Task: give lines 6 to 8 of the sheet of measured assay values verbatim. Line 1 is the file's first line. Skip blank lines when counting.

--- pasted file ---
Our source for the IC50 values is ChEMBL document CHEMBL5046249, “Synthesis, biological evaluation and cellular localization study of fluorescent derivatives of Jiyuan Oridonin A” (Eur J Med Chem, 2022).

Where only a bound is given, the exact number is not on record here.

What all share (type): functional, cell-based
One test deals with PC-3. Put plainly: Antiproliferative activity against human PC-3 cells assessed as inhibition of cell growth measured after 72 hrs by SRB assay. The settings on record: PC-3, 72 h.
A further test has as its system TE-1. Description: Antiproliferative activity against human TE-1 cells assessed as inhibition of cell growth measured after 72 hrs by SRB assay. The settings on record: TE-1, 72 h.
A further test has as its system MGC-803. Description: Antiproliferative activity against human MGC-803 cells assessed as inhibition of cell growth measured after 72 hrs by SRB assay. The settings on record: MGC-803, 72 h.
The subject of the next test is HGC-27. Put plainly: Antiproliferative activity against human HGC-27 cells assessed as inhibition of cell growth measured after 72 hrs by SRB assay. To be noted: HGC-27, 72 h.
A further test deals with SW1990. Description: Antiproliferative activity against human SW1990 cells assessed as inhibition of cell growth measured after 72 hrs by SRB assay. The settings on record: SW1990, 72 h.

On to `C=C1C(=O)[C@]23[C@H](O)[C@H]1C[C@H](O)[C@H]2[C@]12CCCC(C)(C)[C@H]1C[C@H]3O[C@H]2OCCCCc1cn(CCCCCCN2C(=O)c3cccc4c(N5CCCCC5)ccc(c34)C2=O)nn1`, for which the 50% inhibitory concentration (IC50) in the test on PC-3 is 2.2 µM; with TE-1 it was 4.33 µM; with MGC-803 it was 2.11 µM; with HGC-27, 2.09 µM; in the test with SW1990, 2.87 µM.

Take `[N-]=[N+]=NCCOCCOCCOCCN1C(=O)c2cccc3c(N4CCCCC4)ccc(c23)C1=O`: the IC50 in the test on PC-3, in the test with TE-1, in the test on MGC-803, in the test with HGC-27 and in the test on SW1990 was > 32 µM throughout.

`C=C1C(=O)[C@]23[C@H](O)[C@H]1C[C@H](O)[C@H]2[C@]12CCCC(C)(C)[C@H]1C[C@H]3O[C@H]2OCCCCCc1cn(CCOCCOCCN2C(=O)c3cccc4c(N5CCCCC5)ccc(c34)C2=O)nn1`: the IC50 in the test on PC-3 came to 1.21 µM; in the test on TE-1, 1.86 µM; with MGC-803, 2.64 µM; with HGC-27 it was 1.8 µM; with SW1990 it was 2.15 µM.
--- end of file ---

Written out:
A further test has as its system MGC-803. Description: Antiproliferative activity against human MGC-803 cells assessed as inhibition of cell growth measured after 72 hrs by SRB assay. The settings on record: MGC-803, 72 h.
The subject of the next test is HGC-27. Put plainly: Antiproliferative activity against human HGC-27 cells assessed as inhibition of cell growth measured after 72 hrs by SRB assay. To be noted: HGC-27, 72 h.
A further test deals with SW1990. Description: Antiproliferative activity against human SW1990 cells assessed as inhibition of cell growth measured after 72 hrs by SRB assay. The settings on record: SW1990, 72 h.